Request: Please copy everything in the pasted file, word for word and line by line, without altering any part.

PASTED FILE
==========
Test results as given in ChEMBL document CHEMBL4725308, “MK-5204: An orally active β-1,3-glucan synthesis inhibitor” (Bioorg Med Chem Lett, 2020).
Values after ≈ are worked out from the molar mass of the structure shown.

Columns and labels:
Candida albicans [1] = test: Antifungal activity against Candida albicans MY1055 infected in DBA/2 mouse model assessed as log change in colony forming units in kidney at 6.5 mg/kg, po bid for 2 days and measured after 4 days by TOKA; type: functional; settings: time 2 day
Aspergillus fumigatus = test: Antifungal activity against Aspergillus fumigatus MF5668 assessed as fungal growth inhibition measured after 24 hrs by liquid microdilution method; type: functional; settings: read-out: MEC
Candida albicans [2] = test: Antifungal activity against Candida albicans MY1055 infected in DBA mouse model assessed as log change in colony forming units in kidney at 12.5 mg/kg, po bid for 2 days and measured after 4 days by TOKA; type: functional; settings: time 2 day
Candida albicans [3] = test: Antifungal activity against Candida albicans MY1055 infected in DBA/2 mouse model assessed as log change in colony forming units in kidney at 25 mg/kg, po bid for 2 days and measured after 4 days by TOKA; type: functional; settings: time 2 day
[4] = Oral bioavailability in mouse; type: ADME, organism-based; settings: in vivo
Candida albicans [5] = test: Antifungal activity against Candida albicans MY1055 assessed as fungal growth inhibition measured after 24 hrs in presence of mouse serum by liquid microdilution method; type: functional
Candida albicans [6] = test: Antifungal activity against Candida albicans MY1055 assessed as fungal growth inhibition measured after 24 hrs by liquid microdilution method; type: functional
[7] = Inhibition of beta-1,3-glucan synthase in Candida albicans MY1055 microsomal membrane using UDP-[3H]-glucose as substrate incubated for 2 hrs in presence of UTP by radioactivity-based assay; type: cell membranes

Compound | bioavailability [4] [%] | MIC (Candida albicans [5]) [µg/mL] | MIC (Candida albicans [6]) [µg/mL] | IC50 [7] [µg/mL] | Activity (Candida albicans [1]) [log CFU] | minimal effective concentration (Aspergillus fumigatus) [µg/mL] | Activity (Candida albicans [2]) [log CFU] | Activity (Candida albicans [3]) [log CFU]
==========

Test results as given in ChEMBL document CHEMBL4725308, “MK-5204: An orally active β-1,3-glucan synthesis inhibitor” (Bioorg Med Chem Lett, 2020).
Values after ≈ are worked out from the molar mass of the structure shown.

Columns and labels:
Candida albicans [1] = test: Antifungal activity against Candida albicans MY1055 infected in DBA/2 mouse model assessed as log change in colony forming units in kidney at 6.5 mg/kg, po bid for 2 days and measured after 4 days by TOKA; type: functional; settings: time 2 day
Aspergillus fumigatus = test: Antifungal activity against Aspergillus fumigatus MF5668 assessed as fungal growth inhibition measured after 24 hrs by liquid microdilution method; type: functional; settings: read-out: MEC
Candida albicans [2] = test: Antifungal activity against Candida albicans MY1055 infected in DBA mouse model assessed as log change in colony forming units in kidney at 12.5 mg/kg, po bid for 2 days and measured after 4 days by TOKA; type: functional; settings: time 2 day
Candida albicans [3] = test: Antifungal activity against Candida albicans MY1055 infected in DBA/2 mouse model assessed as log change in colony forming units in kidney at 25 mg/kg, po bid for 2 days and measured after 4 days by TOKA; type: functional; settings: time 2 day
[4] = Oral bioavailability in mouse; type: ADME, organism-based; settings: in vivo
Candida albicans [5] = test: Antifungal activity against Candida albicans MY1055 assessed as fungal growth inhibition measured after 24 hrs in presence of mouse serum by liquid microdilution method; type: functional
Candida albicans [6] = test: Antifungal activity against Candida albicans MY1055 assessed as fungal growth inhibition measured after 24 hrs by liquid microdilution method; type: functional
[7] = Inhibition of beta-1,3-glucan synthase in Candida albicans MY1055 microsomal membrane using UDP-[3H]-glucose as substrate incubated for 2 hrs in presence of UTP by radioactivity-based assay; type: cell membranes

Compound | bioavailability [4] [%] | MIC (Candida albicans [5]) [µg/mL] | MIC (Candida albicans [6]) [µg/mL] | IC50 [7] [µg/mL] | Activity (Candida albicans [1]) [log CFU] | minimal effective concentration (Aspergillus fumigatus) [µg/mL] | Activity (Candida albicans [2]) [log CFU] | Activity (Candida albicans [3]) [log CFU]